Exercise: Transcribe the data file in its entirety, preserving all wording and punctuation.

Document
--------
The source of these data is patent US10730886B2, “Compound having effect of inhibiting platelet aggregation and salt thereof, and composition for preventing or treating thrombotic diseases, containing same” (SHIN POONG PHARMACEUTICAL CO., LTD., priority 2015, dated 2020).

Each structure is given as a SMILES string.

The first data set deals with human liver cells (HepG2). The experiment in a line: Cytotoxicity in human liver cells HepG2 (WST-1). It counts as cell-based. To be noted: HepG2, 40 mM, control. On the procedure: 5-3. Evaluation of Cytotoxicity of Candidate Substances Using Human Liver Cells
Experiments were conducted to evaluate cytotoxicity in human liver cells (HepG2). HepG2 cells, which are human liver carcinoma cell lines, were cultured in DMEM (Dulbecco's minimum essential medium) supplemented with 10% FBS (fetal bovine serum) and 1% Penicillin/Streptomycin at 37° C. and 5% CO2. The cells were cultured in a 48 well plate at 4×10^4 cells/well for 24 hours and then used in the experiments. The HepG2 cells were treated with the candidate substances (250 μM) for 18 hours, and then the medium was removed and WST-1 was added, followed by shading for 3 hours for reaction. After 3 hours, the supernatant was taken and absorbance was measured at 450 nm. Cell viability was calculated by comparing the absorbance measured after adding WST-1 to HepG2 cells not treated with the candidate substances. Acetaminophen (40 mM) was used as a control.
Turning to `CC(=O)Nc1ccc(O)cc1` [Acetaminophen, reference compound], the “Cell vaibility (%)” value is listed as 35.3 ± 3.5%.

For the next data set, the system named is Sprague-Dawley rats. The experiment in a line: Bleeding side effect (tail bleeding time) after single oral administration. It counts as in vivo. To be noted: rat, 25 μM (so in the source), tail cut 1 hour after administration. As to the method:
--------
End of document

The source of these data is patent US10730886B2, “Compound having effect of inhibiting platelet aggregation and salt thereof, and composition for preventing or treating thrombotic diseases, containing same” (SHIN POONG PHARMACEUTICAL CO., LTD., priority 2015, dated 2020).

Each structure is given as a SMILES string.

The first data set deals with human liver cells (HepG2). The experiment in a line: Cytotoxicity in human liver cells HepG2 (WST-1). It counts as cell-based. To be noted: HepG2, 40 mM, control. On the procedure: 5-3. Evaluation of Cytotoxicity of Candidate Substances Using Human Liver Cells
Experiments were conducted to evaluate cytotoxicity in human liver cells (HepG2). HepG2 cells, which are human liver carcinoma cell lines, were cultured in DMEM (Dulbecco's minimum essential medium) supplemented with 10% FBS (fetal bovine serum) and 1% Penicillin/Streptomycin at 37° C. and 5% CO2. The cells were cultured in a 48 well plate at 4×10^4 cells/well for 24 hours and then used in the experiments. The HepG2 cells were treated with the candidate substances (250 μM) for 18 hours, and then the medium was removed and WST-1 was added, followed by shading for 3 hours for reaction. After 3 hours, the supernatant was taken and absorbance was measured at 450 nm. Cell viability was calculated by comparing the absorbance measured after adding WST-1 to HepG2 cells not treated with the candidate substances. Acetaminophen (40 mM) was used as a control.
Turning to `CC(=O)Nc1ccc(O)cc1` [Acetaminophen, reference compound], the “Cell vaibility (%)” value is listed as 35.3 ± 3.5%.

For the next data set, the system named is Sprague-Dawley rats. The experiment in a line: Bleeding side effect (tail bleeding time) after single oral administration. It counts as in vivo. To be noted: rat, 25 μM (so in the source), tail cut 1 hour after administration. As to the method: